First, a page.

Our say | Not all news is good news for the hospital

BATHURST Base Hospital has had more than its share of headlines over the past week – and what a mixed bag they have been.

Today the Western Advocate reveals the latest Bureau of Health Information has been largely positive for the hospital, confirming a fall in waiting times for many elective surgeries – particularly ear, nose and throat surgeries.

ENT surgeries have been an area of increased focus in recent months in a concerted effort to bring down waiting times that had blown out to more than nine months.

The strategy is clearly paying dividends and Bathurst’s reputation as a hub for orthopaedic surgeries is also continuing to grow.

Waiting times for total hip and knee replacements have actually increased compared to same quarter last year but that is not the bad news you might expect.

The increased waiting time is a result of increased demand for local services as patients from outside the region choose to have their surgery at Bathurst.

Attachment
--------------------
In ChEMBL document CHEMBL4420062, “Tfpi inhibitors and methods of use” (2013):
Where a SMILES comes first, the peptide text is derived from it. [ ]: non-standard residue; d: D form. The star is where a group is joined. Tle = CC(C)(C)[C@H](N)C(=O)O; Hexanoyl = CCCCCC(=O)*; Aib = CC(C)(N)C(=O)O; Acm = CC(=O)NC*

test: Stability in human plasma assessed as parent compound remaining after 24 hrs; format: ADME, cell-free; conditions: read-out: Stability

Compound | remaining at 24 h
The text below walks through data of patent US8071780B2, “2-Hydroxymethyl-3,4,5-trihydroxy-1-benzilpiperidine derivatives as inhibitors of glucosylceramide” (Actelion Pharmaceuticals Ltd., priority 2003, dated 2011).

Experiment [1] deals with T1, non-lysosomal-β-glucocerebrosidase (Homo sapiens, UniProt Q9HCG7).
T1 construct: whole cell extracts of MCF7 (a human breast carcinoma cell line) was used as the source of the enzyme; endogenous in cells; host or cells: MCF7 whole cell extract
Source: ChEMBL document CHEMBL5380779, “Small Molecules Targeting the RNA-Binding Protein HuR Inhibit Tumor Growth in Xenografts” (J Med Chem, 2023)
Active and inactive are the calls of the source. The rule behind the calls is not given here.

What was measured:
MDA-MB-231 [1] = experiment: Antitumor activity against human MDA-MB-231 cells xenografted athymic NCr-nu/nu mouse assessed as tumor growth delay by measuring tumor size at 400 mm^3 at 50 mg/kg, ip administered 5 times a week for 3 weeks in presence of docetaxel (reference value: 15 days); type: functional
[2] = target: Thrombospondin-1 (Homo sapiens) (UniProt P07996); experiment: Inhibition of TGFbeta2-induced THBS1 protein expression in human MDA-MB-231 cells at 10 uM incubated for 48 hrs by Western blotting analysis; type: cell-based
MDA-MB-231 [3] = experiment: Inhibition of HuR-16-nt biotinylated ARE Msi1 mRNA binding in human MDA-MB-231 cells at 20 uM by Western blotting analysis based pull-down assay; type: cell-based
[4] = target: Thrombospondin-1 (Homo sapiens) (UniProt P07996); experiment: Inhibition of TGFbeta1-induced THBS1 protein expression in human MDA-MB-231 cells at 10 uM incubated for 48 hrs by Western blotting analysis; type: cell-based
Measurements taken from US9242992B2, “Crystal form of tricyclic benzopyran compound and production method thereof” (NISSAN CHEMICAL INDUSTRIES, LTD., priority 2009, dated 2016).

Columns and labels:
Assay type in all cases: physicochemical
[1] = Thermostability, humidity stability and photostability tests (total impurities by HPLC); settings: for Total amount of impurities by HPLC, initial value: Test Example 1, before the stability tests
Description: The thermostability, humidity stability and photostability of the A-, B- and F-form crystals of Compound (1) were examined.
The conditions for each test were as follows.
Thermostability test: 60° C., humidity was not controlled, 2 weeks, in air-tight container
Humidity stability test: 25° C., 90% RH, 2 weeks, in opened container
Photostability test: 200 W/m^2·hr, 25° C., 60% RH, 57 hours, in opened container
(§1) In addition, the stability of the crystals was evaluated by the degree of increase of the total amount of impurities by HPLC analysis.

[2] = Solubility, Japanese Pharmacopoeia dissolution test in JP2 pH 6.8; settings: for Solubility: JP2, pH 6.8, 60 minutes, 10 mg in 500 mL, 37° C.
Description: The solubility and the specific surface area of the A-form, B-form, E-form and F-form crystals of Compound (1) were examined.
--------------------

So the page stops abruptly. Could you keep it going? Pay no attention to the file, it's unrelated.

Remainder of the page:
There was more good news for the hospital last week when Bathurst MP Paul Toole announced state funding of around $1.2 million to create new car parking spaces on the hospital grounds.

Parking has been the constant bugbear for patients, their families, staff and even nearby residents who have become used to clogged local streets around the hospital.

The new parking area will add around 62 new spaces and while no-one believes those spaces will solve all the problems, they are a big step in the right direction.

But it’s not been all good news after about 150 health Services Union staff walked off the job for four hours last week to protest what they call a culture of “bullying and harassment” – with threats of further strikes to to come if they’re not happy with the hospital’s response to their claims.

While this newspaper stands by its assessment that the HSU had handled the strike badly – giving hospital management and the general public less than 24 hours’ notice of the walkout – such serious claims warrant full investigation.

If they are found to have merit, then hospital management must demand a culture change at the facility.

But the public will be watching closely and will make up its own mind about whether the HSU is going too far.

One thing’s for certain, though – hospital management will be quite happy for the new week to be much quieter than the last.